Referring to FIGS. 13(a)-13(i), when the ZVS method of the present invention is applied in a dual-output synchronized rectifier converter 20 in FIG. 12, the current variations of a first current I1 (the primary current flowing through the primary winding L1), a second current I2 (the secondary current flowing through the secondary winding L2) and a third current I3 (the secondary current flowing through the secondary winding L3) from step a to step f are shown in FIGS. 13(g), 13(h) and 13(i), respectively, with the current directions shown in FIGS. 13(a)-13(f). The detail is described as follows. When the first switch module S1 is active, the first current I1 flows from the node U through the primary winding L1 and the MOSFET of the first switch module S1 to the node N. It is linearly increasing to a current upper limit CUL, as shown in FIGS. 13(a) and 13(g). After ton duration, the first switch module S1 is opened. To keep the transformer's flux continuous, the second current I2 and the third current I3 (fly-back currents) appear on the secondary windings L2 and L3, through the respective diode D2 and D3 to their outputs (i.e., S2 and S3 are passive), as shown in FIG. 13(b), FIG. 13(h) and FIG. 13(i). After this, the voltage across the second switch module S2 and the third switch module S3 is zero. In this period, the second current I2 and the third current I3 are linearly decreasing. After a short dead td period, the second switch module S2 and the third switch module S3 are active, so most of the currents are now diverted through the MOSFET of the second switch module S2 and the MOSFET of the third switch module S3, since they have lower voltage drops than the diodes (D2 and D3, respectively), as shown in FIG. 13(c), FIG. 13(h) and FIG. 13(i). Unlike the diode rectifier, since the second switch module S2 and the third switch module S3 allow currents to flow in both directions, the voltage of the outputs will equalize themselves during this period, assuming that the output voltages are proportional to the winding turns. In fact, cross regulation is good enough by simply controlling the second switch module S2 and the third switch module S3 simultaneously, neglecting the impedance. To have more accurate output voltages, the impedance voltage drop should be taken care, since in general the output loads are not the same. The controller needs to control the switch modules of the respective outputs separately, by turning off the switch module of the heaviest load first, followed by that of the lighter load. Finally when the latter switch module, that of the lightest loads, is turned off, its current has been reversed. For example, if the third switch module S3 has the heaviest load, it is turned off first (i.e., S3 is opened first). Then, the second switch module S2 is turned off (i.e., S2 is opened) just after the second current I2 turns negative, as shown in FIG. 13(d) and FIG. 13(h). As the flux is continuous, the secondary net reverse current appears from a current lower limit CLL as the first current I1 (a fly-back current) on the primary winding L1, though the diode D1, as shown in FIG. 13(e). Then, the first switch module S1 turns active with zero voltage for the next cycle, as in FIG. 13(f). Some of the extra energy of the light load output has a chance to transfer to the heavy load output, and some transfers (fly-backs) to the primary winding L1 to regenerate. The latter should be kept small, since it will be less efficient, and it will cause a large negative voltage spike on the light load's switch module, because of the leakage inductance, or another snubber circuit must be added. This control also works (but less efficiently) with the diode rectifier (without MOSFET) on the heavy load output.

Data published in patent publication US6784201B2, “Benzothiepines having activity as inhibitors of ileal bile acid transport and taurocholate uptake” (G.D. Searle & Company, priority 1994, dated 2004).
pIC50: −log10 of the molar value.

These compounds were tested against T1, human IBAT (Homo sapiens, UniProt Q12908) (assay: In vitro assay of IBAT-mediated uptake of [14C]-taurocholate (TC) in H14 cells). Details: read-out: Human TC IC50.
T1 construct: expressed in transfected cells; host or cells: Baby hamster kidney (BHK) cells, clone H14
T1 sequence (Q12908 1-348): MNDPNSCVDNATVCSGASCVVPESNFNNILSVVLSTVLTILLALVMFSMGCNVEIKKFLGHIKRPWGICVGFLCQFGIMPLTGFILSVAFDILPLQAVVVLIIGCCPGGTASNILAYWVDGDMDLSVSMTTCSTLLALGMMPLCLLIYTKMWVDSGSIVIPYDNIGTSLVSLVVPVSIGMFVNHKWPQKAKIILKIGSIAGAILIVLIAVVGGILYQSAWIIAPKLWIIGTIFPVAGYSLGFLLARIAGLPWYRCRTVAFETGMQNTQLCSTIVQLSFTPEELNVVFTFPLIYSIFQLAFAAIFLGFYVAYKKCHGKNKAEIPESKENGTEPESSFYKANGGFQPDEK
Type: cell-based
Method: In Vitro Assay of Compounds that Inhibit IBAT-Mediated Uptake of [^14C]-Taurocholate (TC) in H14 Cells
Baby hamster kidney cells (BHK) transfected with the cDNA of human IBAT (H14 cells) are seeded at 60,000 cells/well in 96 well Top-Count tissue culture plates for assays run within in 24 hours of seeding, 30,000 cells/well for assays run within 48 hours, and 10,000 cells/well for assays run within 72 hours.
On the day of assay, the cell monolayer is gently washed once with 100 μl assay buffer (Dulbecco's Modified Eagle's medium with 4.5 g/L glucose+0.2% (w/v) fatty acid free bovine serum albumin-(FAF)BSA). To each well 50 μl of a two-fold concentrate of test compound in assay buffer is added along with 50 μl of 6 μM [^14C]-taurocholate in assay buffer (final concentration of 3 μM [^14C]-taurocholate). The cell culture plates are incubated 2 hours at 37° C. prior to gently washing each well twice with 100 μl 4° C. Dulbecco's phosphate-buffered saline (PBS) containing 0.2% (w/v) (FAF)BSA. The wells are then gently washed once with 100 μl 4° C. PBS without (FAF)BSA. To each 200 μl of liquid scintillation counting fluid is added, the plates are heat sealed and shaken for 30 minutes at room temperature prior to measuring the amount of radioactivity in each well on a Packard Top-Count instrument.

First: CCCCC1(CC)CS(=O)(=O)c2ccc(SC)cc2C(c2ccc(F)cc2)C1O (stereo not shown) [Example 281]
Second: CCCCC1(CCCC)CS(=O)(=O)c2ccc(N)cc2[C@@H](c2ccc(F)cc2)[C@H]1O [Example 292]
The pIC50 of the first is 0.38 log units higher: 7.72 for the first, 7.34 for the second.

Referring to the synchronous fly-back transformer circuit 16″ in FIG. 3(d), the prior snubber circuit may be regarded as another output with a diode rectifier and dummy resistive load, and the primary winding L1 works also as output winding (the basic non-isolated fly-back). A capacitor C22 of FIG. 3(d) may also be connected as the capacitor C22 of a snubber 221, shown in FIG. 14(a). Then, by replacing the snubber diode D22 with a switch module, the snubber energy, which is disposed as heat in prior art, now may be transferred to the load, and it is also used to facilitate the ZVS method, referring to FIG. 14(b). Therefore, the ZVS method of the present invention may also be applied for a regenerative synchronized snubber 221′ of a synchronous fly-back converter circuit 22, as shown in FIG. 14(b). Referring to FIGS. 15(a)-15(i), the switching control and the current variations of a first current I1 (i.e., the primary current flowing through the first switch module S1), a second current I2 (i.e., the secondary current flowing through the second winding L2) and a third current I3 (i.e., the snubber current flowing through the snubber circuit 221″) from step a to step f are shown in FIG. 15(g), FIG. 15(h) and FIG. 15(i), respectively, with the current directions shown in FIGS. 15(a)-15(f). The detail is described as follows. When the first switch module S1 is active, the first current I1 flows from the node U through the primary winding L1 and the MOSFET of the first switch module S1 to the node N. It is linearly increasing to a current upper limit CUL, as shown in FIG. 15(a) and FIG. 15(g), and the energy is stored as magnetic flux in the fly-back transformer. After ton duration, the first switch module S1 is opened. To keep the transformer's flux continuous, the third current I3 (a fly-back current) in the primary winding L1 passes through the diode D3 (i.e., S3 is passive) to the capacitor C3, and at the same time, the second current I2 also appears on the secondary winding L2, through the diode D2 (i.e., S2 is passive) to the output, and the voltage across the second switch module S2 and the third switch module S3 is zero, as shown in FIG. 15(b) and step b in FIG. 15(h) and FIG. 15(i). In this period, the third current I3 is linearly decreasing. After a short dead td period, the third switch module S3 and the second switch module S2 are both active, so most of the third current I3 (the second current I2) is now diverted through the MOSFET of the third switch module S3 (the MOSFET of the second switch module S2), since the MOSFET of the third switch module S3 (the MOSFET of the second switch module S2) has a lower voltage drop than that of the diode D3 (the diode D2), as shown in FIG. 15(c) and step c in FIG. 15(h) and FIG. 15(i). In this time period, both the second switch module S2 and the third switch module S3 are active, so the energy that is just dumped into the capacitor C3 is transferred to the secondary side; that is, the third current I3 turns negative. The voltage balances between the capacitor C3 and the capacitor C2. When the second current I2 on the second switch module S2 diminishes to zero, the second switch module S2 is turn off and the third switch module S3 follows, as shown in FIG. 15(d) and step d in FIG. 15(h) and FIG. 15(i). So the third switch module S3 is opened, when the third current I3 is reversing. So the current will be diverted from a current lower limit CLL though the diode D1 of the first switch module S1 (i.e., S1 is passive), as shown in FIG. 15(e) and FIG. 15(g). Then the first switch module S1 may be active with zero voltage for the next cycle, as shown in FIG. 15(f) and FIG. 15(g). This method also works (but less efficiently) with the diode rectifier (without MOSFET) on the secondary side.